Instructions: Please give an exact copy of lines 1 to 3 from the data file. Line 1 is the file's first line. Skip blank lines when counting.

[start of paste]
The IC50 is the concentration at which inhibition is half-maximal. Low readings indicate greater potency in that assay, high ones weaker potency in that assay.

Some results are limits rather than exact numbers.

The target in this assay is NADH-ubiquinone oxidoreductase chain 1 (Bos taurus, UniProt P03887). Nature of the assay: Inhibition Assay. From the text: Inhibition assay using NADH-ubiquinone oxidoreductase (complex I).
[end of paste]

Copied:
The IC50 is the concentration at which inhibition is half-maximal. Low readings indicate greater potency in that assay, high ones weaker potency in that assay.

Some results are limits rather than exact numbers.

The target in this assay is NADH-ubiquinone oxidoreductase chain 1 (Bos taurus, UniProt P03887). Nature of the assay: Inhibition Assay. From the text: Inhibition assay using NADH-ubiquinone oxidoreductase (complex I).